This sculpture of an elderly woman has been the subject of different interpretations over the years, although this doesn 't change the fact that this sculpture is a portrayal of a member of society and depicts everyday life in Greece. The old woman has been originally viewed as a seller on her way to the marketplace, commonly referred to as agora, although in recent years she has been considered as an aging follower of Dionysos on her way to a festival. (Stokstad and Cothren, 2014) This art piece is a prime example of how artists in this era tried to depict and capture the pure essence of everyday life. Beauty was not portrayed through perfection but instead through imperfection, because life as we know it is never perfect. The artists also expressed themselves through the imperfections in their art. According to the Metropolitan Museum of Art, “During the Hellenistic period, artists became concerned with the accurate representation of childhood, old age, and even physical deformity. The range of subject matter was extended to include genre-like figures from the fringes of society.” (Metropol...
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...been intimately involved with the workings of the democratic city-states; now, they lived in impersonal empires governed by professional bureaucrats. In Hellenistic art and literature, this alienation expressed itself in a rejection of the collective demos and an emphasis on the individual.” (History.com, n.d.) The art of this time is exactly that, it portrays and emphasizes on the individual.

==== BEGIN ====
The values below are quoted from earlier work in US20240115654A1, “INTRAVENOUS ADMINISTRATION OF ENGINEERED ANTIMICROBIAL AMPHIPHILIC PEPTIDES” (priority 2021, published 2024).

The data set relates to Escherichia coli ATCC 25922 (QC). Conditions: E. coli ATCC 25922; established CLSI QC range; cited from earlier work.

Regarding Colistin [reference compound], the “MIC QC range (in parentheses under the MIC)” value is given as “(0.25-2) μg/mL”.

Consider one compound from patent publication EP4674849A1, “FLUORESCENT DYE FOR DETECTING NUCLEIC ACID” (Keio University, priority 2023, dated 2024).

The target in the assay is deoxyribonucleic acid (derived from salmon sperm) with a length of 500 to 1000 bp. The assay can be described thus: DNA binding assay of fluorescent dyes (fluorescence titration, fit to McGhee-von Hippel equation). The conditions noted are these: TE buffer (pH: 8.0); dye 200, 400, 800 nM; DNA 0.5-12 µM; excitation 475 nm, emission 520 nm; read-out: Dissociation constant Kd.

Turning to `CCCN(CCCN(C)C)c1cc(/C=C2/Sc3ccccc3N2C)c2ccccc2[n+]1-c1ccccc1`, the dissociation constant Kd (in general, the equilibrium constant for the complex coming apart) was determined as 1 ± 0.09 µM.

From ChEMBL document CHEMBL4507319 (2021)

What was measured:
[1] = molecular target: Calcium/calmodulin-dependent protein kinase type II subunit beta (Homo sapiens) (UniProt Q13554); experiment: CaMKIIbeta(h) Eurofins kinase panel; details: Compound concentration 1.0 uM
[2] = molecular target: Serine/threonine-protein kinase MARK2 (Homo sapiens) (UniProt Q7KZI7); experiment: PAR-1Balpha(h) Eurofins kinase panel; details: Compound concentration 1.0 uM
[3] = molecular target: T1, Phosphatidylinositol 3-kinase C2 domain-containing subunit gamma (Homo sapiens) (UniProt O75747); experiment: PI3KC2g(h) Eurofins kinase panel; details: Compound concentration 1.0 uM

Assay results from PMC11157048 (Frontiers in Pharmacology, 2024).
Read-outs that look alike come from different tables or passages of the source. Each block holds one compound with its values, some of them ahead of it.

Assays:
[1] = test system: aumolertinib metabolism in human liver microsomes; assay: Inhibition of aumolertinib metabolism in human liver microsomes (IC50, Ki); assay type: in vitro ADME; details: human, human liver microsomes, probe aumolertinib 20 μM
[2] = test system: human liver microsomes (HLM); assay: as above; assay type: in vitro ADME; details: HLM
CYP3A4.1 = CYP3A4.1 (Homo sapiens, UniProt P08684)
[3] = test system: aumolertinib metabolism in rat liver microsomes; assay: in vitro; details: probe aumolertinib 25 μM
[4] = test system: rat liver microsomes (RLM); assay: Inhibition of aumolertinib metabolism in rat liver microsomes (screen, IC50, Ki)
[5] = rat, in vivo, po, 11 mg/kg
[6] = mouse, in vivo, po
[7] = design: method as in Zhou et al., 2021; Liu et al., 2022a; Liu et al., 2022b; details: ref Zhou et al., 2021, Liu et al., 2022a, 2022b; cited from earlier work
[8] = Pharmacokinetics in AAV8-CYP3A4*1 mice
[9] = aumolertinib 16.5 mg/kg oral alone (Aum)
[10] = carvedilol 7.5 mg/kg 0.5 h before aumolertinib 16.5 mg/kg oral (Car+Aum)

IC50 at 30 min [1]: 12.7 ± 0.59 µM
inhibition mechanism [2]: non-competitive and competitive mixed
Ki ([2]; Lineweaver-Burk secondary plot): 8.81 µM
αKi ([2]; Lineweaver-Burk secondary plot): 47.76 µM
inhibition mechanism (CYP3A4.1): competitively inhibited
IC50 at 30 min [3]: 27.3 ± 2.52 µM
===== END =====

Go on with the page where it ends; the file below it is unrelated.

An example of a sculpture from this period is the Polykleitos, Doryphoros (Spear Bearer). It is perfect form of the male body and includes the same skills required to make the Parthenon its extents are perfectly designed, and it is also perfectly balanced in the contra posto stance. Contra posto stance means It is used in the visual arts to describe a human figure standing with most of its weight on one foot so that its shoulders and arms twist off-axis from the hips and legs.
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